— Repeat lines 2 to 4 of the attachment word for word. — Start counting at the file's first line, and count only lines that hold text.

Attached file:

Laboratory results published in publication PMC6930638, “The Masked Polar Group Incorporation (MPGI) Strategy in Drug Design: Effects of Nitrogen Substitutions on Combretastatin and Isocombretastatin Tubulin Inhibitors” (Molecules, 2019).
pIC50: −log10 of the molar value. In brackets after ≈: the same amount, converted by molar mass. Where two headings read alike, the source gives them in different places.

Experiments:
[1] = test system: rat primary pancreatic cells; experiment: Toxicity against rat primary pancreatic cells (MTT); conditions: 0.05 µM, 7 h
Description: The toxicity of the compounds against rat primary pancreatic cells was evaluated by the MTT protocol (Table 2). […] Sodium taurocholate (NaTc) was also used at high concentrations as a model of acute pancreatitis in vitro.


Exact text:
pIC50: −log10 of the molar value. In brackets after ≈: the same amount, converted by molar mass. Where two headings read alike, the source gives them in different places.

Experiments:
[1] = test system: rat primary pancreatic cells; experiment: Toxicity against rat primary pancreatic cells (MTT); conditions: 0.05 µM, 7 h